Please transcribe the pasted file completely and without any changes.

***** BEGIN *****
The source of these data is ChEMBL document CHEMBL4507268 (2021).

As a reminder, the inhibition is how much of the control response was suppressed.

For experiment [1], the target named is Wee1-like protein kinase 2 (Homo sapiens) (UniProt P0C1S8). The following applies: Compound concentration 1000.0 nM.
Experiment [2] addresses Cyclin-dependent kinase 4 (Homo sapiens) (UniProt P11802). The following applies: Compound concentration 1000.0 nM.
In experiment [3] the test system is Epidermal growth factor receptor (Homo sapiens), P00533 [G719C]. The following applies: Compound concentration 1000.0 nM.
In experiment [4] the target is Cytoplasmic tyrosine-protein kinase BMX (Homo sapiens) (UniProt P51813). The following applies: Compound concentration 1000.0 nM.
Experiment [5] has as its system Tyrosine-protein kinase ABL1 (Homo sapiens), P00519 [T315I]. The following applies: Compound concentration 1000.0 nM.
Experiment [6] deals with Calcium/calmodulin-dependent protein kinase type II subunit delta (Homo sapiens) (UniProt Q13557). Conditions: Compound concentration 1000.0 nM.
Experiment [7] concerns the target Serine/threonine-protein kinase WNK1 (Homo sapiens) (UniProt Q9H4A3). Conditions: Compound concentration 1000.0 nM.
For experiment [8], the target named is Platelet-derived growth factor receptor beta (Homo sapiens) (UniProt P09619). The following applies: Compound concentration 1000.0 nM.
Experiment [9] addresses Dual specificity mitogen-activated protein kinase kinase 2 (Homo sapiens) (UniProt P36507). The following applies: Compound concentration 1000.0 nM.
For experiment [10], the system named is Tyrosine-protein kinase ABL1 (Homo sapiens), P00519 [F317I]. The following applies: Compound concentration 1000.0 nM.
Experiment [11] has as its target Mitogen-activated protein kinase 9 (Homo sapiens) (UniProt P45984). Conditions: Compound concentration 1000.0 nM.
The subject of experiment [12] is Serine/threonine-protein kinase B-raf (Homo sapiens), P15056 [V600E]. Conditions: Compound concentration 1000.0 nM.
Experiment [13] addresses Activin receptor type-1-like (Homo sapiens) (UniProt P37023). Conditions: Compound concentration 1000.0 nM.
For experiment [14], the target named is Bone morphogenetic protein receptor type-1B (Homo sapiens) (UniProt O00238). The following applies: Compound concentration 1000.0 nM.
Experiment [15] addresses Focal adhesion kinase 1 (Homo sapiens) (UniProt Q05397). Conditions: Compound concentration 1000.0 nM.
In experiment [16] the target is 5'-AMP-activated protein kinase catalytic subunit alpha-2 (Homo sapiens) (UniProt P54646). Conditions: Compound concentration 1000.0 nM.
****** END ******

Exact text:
The source of these data is ChEMBL document CHEMBL4507268 (2021).

As a reminder, the inhibition is how much of the control response was suppressed.

For experiment [1], the target named is Wee1-like protein kinase 2 (Homo sapiens) (UniProt P0C1S8). The following applies: Compound concentration 1000.0 nM.
Experiment [2] addresses Cyclin-dependent kinase 4 (Homo sapiens) (UniProt P11802). The following applies: Compound concentration 1000.0 nM.
In experiment [3] the test system is Epidermal growth factor receptor (Homo sapiens), P00533 [G719C]. The following applies: Compound concentration 1000.0 nM.
In experiment [4] the target is Cytoplasmic tyrosine-protein kinase BMX (Homo sapiens) (UniProt P51813). The following applies: Compound concentration 1000.0 nM.
Experiment [5] has as its system Tyrosine-protein kinase ABL1 (Homo sapiens), P00519 [T315I]. The following applies: Compound concentration 1000.0 nM.
Experiment [6] deals with Calcium/calmodulin-dependent protein kinase type II subunit delta (Homo sapiens) (UniProt Q13557). Conditions: Compound concentration 1000.0 nM.
Experiment [7] concerns the target Serine/threonine-protein kinase WNK1 (Homo sapiens) (UniProt Q9H4A3). Conditions: Compound concentration 1000.0 nM.
For experiment [8], the target named is Platelet-derived growth factor receptor beta (Homo sapiens) (UniProt P09619). The following applies: Compound concentration 1000.0 nM.
Experiment [9] addresses Dual specificity mitogen-activated protein kinase kinase 2 (Homo sapiens) (UniProt P36507). The following applies: Compound concentration 1000.0 nM.
For experiment [10], the system named is Tyrosine-protein kinase ABL1 (Homo sapiens), P00519 [F317I]. The following applies: Compound concentration 1000.0 nM.
Experiment [11] has as its target Mitogen-activated protein kinase 9 (Homo sapiens) (UniProt P45984). Conditions: Compound concentration 1000.0 nM.
The subject of experiment [12] is Serine/threonine-protein kinase B-raf (Homo sapiens), P15056 [V600E]. Conditions: Compound concentration 1000.0 nM.
Experiment [13] addresses Activin receptor type-1-like (Homo sapiens) (UniProt P37023). Conditions: Compound concentration 1000.0 nM.
For experiment [14], the target named is Bone morphogenetic protein receptor type-1B (Homo sapiens) (UniProt O00238). The following applies: Compound concentration 1000.0 nM.
Experiment [15] addresses Focal adhesion kinase 1 (Homo sapiens) (UniProt Q05397). Conditions: Compound concentration 1000.0 nM.
In experiment [16] the target is 5'-AMP-activated protein kinase catalytic subunit alpha-2 (Homo sapiens) (UniProt P54646). Conditions: Compound concentration 1000.0 nM.